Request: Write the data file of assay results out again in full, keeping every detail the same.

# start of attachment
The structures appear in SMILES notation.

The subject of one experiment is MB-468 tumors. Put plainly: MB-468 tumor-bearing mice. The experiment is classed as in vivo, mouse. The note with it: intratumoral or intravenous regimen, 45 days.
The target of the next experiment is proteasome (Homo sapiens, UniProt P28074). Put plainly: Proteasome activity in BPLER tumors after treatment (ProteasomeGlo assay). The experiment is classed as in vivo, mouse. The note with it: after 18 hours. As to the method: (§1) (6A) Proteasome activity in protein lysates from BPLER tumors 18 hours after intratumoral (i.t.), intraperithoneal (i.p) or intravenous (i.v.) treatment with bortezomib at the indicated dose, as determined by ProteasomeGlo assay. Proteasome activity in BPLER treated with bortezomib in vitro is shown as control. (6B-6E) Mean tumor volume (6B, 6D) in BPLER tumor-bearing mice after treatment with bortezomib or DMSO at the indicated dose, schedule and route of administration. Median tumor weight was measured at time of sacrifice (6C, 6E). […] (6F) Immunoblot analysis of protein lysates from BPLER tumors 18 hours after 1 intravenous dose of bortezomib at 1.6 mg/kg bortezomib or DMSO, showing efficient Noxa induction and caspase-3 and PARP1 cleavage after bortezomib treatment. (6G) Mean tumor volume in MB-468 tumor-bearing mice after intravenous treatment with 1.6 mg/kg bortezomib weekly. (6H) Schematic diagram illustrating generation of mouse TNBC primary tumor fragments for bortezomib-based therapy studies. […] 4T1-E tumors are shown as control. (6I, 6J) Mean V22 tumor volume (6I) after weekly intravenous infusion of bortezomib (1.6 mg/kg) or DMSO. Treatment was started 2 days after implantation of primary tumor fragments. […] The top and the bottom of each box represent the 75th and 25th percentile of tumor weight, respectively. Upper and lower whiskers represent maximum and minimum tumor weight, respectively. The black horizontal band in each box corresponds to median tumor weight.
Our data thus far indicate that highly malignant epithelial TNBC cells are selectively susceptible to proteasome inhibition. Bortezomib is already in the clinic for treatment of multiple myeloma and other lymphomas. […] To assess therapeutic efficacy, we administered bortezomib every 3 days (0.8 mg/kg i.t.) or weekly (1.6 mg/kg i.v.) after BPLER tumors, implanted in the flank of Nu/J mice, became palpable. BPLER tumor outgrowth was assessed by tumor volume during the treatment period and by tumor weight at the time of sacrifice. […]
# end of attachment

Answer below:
The structures appear in SMILES notation.

The subject of one experiment is MB-468 tumors. Put plainly: MB-468 tumor-bearing mice. The experiment is classed as in vivo, mouse. The note with it: intratumoral or intravenous regimen, 45 days.
The target of the next experiment is proteasome (Homo sapiens, UniProt P28074). Put plainly: Proteasome activity in BPLER tumors after treatment (ProteasomeGlo assay). The experiment is classed as in vivo, mouse. The note with it: after 18 hours. As to the method: (§1) (6A) Proteasome activity in protein lysates from BPLER tumors 18 hours after intratumoral (i.t.), intraperithoneal (i.p) or intravenous (i.v.) treatment with bortezomib at the indicated dose, as determined by ProteasomeGlo assay. Proteasome activity in BPLER treated with bortezomib in vitro is shown as control. (6B-6E) Mean tumor volume (6B, 6D) in BPLER tumor-bearing mice after treatment with bortezomib or DMSO at the indicated dose, schedule and route of administration. Median tumor weight was measured at time of sacrifice (6C, 6E). […] (6F) Immunoblot analysis of protein lysates from BPLER tumors 18 hours after 1 intravenous dose of bortezomib at 1.6 mg/kg bortezomib or DMSO, showing efficient Noxa induction and caspase-3 and PARP1 cleavage after bortezomib treatment. (6G) Mean tumor volume in MB-468 tumor-bearing mice after intravenous treatment with 1.6 mg/kg bortezomib weekly. (6H) Schematic diagram illustrating generation of mouse TNBC primary tumor fragments for bortezomib-based therapy studies. […] 4T1-E tumors are shown as control. (6I, 6J) Mean V22 tumor volume (6I) after weekly intravenous infusion of bortezomib (1.6 mg/kg) or DMSO. Treatment was started 2 days after implantation of primary tumor fragments. […] The top and the bottom of each box represent the 75th and 25th percentile of tumor weight, respectively. Upper and lower whiskers represent maximum and minimum tumor weight, respectively. The black horizontal band in each box corresponds to median tumor weight.
Our data thus far indicate that highly malignant epithelial TNBC cells are selectively susceptible to proteasome inhibition. Bortezomib is already in the clinic for treatment of multiple myeloma and other lymphomas. […] To assess therapeutic efficacy, we administered bortezomib every 3 days (0.8 mg/kg i.t.) or weekly (1.6 mg/kg i.v.) after BPLER tumors, implanted in the flank of Nu/J mice, became palpable. BPLER tumor outgrowth was assessed by tumor volume during the treatment period and by tumor weight at the time of sacrifice. […]